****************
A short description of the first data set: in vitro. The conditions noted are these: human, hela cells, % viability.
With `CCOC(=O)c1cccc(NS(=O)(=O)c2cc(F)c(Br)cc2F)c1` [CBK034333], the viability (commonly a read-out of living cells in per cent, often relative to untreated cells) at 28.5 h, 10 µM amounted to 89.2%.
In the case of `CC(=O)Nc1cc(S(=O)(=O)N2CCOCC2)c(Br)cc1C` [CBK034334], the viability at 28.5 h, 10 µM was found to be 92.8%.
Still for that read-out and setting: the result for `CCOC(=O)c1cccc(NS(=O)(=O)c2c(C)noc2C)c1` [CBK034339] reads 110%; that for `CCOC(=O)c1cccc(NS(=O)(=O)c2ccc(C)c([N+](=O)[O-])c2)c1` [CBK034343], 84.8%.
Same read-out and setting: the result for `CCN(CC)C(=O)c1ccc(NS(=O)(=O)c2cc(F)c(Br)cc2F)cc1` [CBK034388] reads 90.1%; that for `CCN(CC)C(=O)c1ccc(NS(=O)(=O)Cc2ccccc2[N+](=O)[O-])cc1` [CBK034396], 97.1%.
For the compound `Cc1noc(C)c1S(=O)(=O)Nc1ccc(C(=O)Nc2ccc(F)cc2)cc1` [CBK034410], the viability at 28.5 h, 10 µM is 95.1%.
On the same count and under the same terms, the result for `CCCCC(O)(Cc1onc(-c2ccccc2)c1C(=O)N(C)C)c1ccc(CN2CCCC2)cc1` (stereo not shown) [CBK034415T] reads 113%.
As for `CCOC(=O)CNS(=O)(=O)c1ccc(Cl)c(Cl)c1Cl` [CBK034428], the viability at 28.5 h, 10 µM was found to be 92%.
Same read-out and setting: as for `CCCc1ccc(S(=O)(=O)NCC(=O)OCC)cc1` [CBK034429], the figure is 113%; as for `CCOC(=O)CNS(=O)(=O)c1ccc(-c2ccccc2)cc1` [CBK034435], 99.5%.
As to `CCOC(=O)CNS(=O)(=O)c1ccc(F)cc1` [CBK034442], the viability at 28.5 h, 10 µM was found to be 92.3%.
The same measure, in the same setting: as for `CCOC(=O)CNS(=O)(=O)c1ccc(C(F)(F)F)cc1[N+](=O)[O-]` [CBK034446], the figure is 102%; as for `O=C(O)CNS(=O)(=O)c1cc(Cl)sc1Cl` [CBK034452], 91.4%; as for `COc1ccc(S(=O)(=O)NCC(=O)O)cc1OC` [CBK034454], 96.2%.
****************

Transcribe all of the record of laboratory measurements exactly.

A short description of the first data set: in vitro. The conditions noted are these: human, hela cells, % viability.
With `CCOC(=O)c1cccc(NS(=O)(=O)c2cc(F)c(Br)cc2F)c1` [CBK034333], the viability (commonly a read-out of living cells in per cent, often relative to untreated cells) at 28.5 h, 10 µM amounted to 89.2%.
In the case of `CC(=O)Nc1cc(S(=O)(=O)N2CCOCC2)c(Br)cc1C` [CBK034334], the viability at 28.5 h, 10 µM was found to be 92.8%.
Still for that read-out and setting: the result for `CCOC(=O)c1cccc(NS(=O)(=O)c2c(C)noc2C)c1` [CBK034339] reads 110%; that for `CCOC(=O)c1cccc(NS(=O)(=O)c2ccc(C)c([N+](=O)[O-])c2)c1` [CBK034343], 84.8%.
Same read-out and setting: the result for `CCN(CC)C(=O)c1ccc(NS(=O)(=O)c2cc(F)c(Br)cc2F)cc1` [CBK034388] reads 90.1%; that for `CCN(CC)C(=O)c1ccc(NS(=O)(=O)Cc2ccccc2[N+](=O)[O-])cc1` [CBK034396], 97.1%.
For the compound `Cc1noc(C)c1S(=O)(=O)Nc1ccc(C(=O)Nc2ccc(F)cc2)cc1` [CBK034410], the viability at 28.5 h, 10 µM is 95.1%.
On the same count and under the same terms, the result for `CCCCC(O)(Cc1onc(-c2ccccc2)c1C(=O)N(C)C)c1ccc(CN2CCCC2)cc1` (stereo not shown) [CBK034415T] reads 113%.
As for `CCOC(=O)CNS(=O)(=O)c1ccc(Cl)c(Cl)c1Cl` [CBK034428], the viability at 28.5 h, 10 µM was found to be 92%.
Same read-out and setting: as for `CCCc1ccc(S(=O)(=O)NCC(=O)OCC)cc1` [CBK034429], the figure is 113%; as for `CCOC(=O)CNS(=O)(=O)c1ccc(-c2ccccc2)cc1` [CBK034435], 99.5%.
As to `CCOC(=O)CNS(=O)(=O)c1ccc(F)cc1` [CBK034442], the viability at 28.5 h, 10 µM was found to be 92.3%.
The same measure, in the same setting: as for `CCOC(=O)CNS(=O)(=O)c1ccc(C(F)(F)F)cc1[N+](=O)[O-]` [CBK034446], the figure is 102%; as for `O=C(O)CNS(=O)(=O)c1cc(Cl)sc1Cl` [CBK034452], 91.4%; as for `COc1ccc(S(=O)(=O)NCC(=O)O)cc1OC` [CBK034454], 96.2%.